20 September 2004

Confusions and Fallacies About Animals, Part 19

Anyone who eats meat and thinks it justified will have no qualms about feeding meat to his or her dogs or cats. If you’re in this category, you may want to stop reading right here, for I’m sure you have other things to do. But what about those of us who believe that meat-eating is wrong? Must we, to be consistent, feed our animal companions a vegetarian diet? Is it wrong to purchase dog or cat food that contains animal products such as beef, pork, chicken, lamb, or fish?

Let me say up front that I feed animal products to Sophie and Shelbie, my canine companions. They eat Science Diet dry food, Science Diet canned food every third day, and an assortment of treats and chew bones made from cows, pigs, chickens, and lambs. Is it wrong of me to buy these items for them?

As in the case of humans, we must distinguish between needs and wants. If dogs and cats need animal products in order to be healthy or live a long time, that would resolve the moral issue in favor of feeding animal products to them, especially since the animal products in their food are by-products of other industries. I may be wrong about this, but I doubt that pigs are killed solely for their ears. More likely, they are killed for their flesh, which is consumed by humans, and the remainder of their body parts are used for pet food.

I’ve heard it said that dogs don’t need animal products in their diet. I’m skeptical. Humans are omnivores, so they can get on fine without animal products. But dogs are carnivores, or close to it, so it stands to reason that they need meat in order to get essential nutrients and vitamins. If so, then I would be morally derelict in not giving Sophie and Shelbie food made from animal products.

Suppose the facts are otherwise and that dogs don’t need animal products in their diet. Is it wrong of me to give them animal products solely because they enjoy them? Sophie and Shelbie love chewing on rawhide, pig ears, and other animal treats. Their lives would be impoverished without them. Not in the sense that they couldn’t survive without them, but in the sense that they wouldn’t have pleasurable experiences, satisfactions, and enjoyments.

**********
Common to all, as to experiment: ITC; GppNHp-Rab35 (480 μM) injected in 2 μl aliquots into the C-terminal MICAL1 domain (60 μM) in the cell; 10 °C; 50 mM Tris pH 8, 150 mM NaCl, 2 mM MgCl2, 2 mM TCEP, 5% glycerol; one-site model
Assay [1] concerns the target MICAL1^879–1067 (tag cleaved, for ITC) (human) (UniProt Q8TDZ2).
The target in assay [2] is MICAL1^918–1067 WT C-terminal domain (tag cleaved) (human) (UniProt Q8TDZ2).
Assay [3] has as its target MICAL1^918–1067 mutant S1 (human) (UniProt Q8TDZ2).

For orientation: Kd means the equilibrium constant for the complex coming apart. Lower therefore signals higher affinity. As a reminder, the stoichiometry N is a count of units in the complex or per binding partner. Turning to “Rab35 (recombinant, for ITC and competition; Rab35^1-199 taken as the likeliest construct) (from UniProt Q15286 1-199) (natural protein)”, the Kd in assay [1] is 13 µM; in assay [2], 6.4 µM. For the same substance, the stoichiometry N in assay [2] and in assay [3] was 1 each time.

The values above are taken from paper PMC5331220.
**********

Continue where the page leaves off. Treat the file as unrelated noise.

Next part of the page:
As you can tell, I’m ambivalent about feeding animal products to Sophie and Shelbie. I’m strongly inclined to continue doing so even if it should turn out to be wrong according to my own moral principles. But it would be nice if I could do so compatibly with my principles. What do you think?

Please don’t say that I’m silly for agonizing about this. That would show that you don’t grasp the problem. It may not be a problem for you, but it is for me. Suppose you have a friend who loves gardening but wonders whether it’s right to use pesticides. It would be the height of insensitivity (or indifference) to say, “Forget about the bugs! Kill ’em!” You may not care about the bugs, but your friend does. Your friend has a problem. Shouldn’t you want to help?

Many philosophical problems are like this. Philosophers pull their hair out trying to reconcile free will and determinism. Imagine someone who says, “Why reconcile them? Just pick one and chuck the other!” That wouldn’t solve the problem. It would avoid it. Some problems—intellectual, moral, or practical—must be faced and solved, not avoided. Simply understanding what the problem is shows philosophical aptitude. Do you see the moral problem I face with respect to dog food? It’s a problem that arises because of two commitments I’ve made: to refrain from harming others and to give my stinkers a good life.

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